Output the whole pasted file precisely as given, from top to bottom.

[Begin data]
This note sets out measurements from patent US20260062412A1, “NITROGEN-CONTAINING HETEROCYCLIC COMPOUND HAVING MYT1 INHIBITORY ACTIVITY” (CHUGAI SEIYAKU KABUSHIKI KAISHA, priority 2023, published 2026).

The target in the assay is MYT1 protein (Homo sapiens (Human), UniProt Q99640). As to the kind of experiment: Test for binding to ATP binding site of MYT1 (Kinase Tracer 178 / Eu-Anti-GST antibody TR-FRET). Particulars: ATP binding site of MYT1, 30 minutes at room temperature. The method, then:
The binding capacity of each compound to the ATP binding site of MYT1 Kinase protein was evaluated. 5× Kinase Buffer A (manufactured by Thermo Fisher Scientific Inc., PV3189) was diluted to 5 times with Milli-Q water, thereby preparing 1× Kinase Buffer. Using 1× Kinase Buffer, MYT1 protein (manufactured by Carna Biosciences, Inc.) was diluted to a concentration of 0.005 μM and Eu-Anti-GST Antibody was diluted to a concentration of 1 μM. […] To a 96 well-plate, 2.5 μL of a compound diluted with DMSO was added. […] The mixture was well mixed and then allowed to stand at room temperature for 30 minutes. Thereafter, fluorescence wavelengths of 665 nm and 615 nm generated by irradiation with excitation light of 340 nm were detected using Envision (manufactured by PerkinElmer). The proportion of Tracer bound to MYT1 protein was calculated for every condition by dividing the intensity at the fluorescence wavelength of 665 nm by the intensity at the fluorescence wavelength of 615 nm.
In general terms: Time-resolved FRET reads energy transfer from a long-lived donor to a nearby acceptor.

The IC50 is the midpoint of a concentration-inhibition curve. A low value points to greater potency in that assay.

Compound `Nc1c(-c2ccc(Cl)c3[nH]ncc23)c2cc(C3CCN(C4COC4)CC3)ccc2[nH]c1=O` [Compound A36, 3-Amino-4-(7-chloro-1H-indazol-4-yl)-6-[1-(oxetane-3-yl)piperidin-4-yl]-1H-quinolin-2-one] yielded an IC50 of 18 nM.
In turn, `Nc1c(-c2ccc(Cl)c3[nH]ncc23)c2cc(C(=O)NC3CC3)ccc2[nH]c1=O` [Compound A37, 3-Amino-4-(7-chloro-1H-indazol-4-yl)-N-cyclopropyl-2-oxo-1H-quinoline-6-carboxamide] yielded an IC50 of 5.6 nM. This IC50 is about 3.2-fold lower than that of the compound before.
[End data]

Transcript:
This note sets out measurements from patent US20260062412A1, “NITROGEN-CONTAINING HETEROCYCLIC COMPOUND HAVING MYT1 INHIBITORY ACTIVITY” (CHUGAI SEIYAKU KABUSHIKI KAISHA, priority 2023, published 2026).

The target in the assay is MYT1 protein (Homo sapiens (Human), UniProt Q99640). As to the kind of experiment: Test for binding to ATP binding site of MYT1 (Kinase Tracer 178 / Eu-Anti-GST antibody TR-FRET). Particulars: ATP binding site of MYT1, 30 minutes at room temperature. The method, then:
The binding capacity of each compound to the ATP binding site of MYT1 Kinase protein was evaluated. 5× Kinase Buffer A (manufactured by Thermo Fisher Scientific Inc., PV3189) was diluted to 5 times with Milli-Q water, thereby preparing 1× Kinase Buffer. Using 1× Kinase Buffer, MYT1 protein (manufactured by Carna Biosciences, Inc.) was diluted to a concentration of 0.005 μM and Eu-Anti-GST Antibody was diluted to a concentration of 1 μM. […] To a 96 well-plate, 2.5 μL of a compound diluted with DMSO was added. […] The mixture was well mixed and then allowed to stand at room temperature for 30 minutes. Thereafter, fluorescence wavelengths of 665 nm and 615 nm generated by irradiation with excitation light of 340 nm were detected using Envision (manufactured by PerkinElmer). The proportion of Tracer bound to MYT1 protein was calculated for every condition by dividing the intensity at the fluorescence wavelength of 665 nm by the intensity at the fluorescence wavelength of 615 nm.
In general terms: Time-resolved FRET reads energy transfer from a long-lived donor to a nearby acceptor.

The IC50 is the midpoint of a concentration-inhibition curve. A low value points to greater potency in that assay.

Compound `Nc1c(-c2ccc(Cl)c3[nH]ncc23)c2cc(C3CCN(C4COC4)CC3)ccc2[nH]c1=O` [Compound A36, 3-Amino-4-(7-chloro-1H-indazol-4-yl)-6-[1-(oxetane-3-yl)piperidin-4-yl]-1H-quinolin-2-one] yielded an IC50 of 18 nM.
In turn, `Nc1c(-c2ccc(Cl)c3[nH]ncc23)c2cc(C(=O)NC3CC3)ccc2[nH]c1=O` [Compound A37, 3-Amino-4-(7-chloro-1H-indazol-4-yl)-N-cyclopropyl-2-oxo-1H-quinoline-6-carboxamide] yielded an IC50 of 5.6 nM. This IC50 is about 3.2-fold lower than that of the compound before.